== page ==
Passengers is a tale that has been around for a good long while. The script originally appear on the Black List of best unproduced screenplays way back in 2007 and has previously has stars like Robert Downey jr, Keanu Reeves and Reese Witherspoon attached.
After most of 10 years in some form of development it’s now on the big screen as a $100 million sci-fi romance blockbuster with superhot stars Jennifer Lawrence and Chris Pratt.
And it’s pretty interesting in its opening strains, with a proper sci-fi setup - what would you do if you woke up with 90 years left on an interstellar journey, with the realisation that you’ll never reach your destination alive?
Writer John Spaihts (Prometheus) and director Morten Tyldum (The Imitation Game) tease out these elements as the characters go through their stages of shock and awe to something else beyond. That’s an interesting perspective on an impossible problem.
It’s also a rather pretty thing, thanks to some fanciful ship designs by Guy Hendrix Dyas and Rodrigo Prieto’s crisp lensing. Those leads aren’t ugly either and Thomas Newman’s twinkly score brings out the wonder and the romance but fares less well when things get high octane.
There are things to like here but Passengers is far from an unqualified success. There are fundamental elements of the storytelling logic and character actions which caused my brain to bristle and a strange lack of imagination when it comes to exploring the ramifications and possibilities of the world which has been created. I could hardly keep from shouting suggestions for better plans at the screen while things went further and further awry.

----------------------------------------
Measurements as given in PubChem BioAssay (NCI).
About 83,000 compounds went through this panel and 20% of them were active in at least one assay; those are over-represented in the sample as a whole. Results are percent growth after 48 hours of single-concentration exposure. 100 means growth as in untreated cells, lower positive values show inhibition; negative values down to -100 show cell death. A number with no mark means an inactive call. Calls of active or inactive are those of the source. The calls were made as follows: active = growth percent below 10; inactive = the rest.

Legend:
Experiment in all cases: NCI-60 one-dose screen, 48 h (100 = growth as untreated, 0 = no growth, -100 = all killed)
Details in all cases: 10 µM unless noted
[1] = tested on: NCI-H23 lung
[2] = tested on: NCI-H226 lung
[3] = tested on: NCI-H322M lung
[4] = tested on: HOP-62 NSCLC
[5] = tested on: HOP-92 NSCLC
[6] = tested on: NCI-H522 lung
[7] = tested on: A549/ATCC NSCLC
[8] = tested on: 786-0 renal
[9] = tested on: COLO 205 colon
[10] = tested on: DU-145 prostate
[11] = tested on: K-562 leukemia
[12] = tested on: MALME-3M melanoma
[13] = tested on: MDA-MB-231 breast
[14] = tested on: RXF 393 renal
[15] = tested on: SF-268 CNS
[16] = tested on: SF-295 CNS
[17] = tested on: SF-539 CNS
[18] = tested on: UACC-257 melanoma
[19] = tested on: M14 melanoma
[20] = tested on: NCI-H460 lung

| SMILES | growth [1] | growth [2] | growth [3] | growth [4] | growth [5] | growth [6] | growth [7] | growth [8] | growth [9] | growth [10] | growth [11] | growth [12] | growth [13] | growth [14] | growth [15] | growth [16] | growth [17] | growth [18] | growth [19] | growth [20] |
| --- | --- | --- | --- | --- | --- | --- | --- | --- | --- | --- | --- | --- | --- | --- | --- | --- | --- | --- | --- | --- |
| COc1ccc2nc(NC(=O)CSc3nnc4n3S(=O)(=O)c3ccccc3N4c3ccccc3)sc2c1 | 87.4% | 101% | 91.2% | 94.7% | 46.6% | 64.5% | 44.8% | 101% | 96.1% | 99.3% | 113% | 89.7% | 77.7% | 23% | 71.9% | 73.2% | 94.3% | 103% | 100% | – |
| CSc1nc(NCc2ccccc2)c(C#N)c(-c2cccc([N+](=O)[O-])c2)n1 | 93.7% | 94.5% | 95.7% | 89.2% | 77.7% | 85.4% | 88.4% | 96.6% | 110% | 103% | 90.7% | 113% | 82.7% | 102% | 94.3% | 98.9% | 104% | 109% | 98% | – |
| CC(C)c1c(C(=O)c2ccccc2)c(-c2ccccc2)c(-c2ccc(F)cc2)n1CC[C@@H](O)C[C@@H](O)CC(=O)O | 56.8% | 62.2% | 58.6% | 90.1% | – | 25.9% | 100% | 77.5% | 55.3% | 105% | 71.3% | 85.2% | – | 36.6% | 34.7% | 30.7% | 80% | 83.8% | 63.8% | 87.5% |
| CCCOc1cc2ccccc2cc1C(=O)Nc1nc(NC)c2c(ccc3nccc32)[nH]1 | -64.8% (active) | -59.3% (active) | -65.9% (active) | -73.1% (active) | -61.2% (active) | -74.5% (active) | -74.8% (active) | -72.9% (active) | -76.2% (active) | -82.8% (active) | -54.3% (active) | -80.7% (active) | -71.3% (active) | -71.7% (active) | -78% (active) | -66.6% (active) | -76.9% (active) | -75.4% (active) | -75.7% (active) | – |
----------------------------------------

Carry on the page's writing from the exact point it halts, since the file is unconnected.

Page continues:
Pratt and Lawrence are fine but their chemistry is more forced than felt. With some questionable decisions it's hard to really engage with them as characters, making the strained peril of the final act feel less engaging than it might.
The main problem with the film is that it plays things so safe, even deviating from Spaihts’ original script. It wants the sci-fi, romance and drama but can’t commit to the darker and more potent elements lurking at the edges of the screenplay.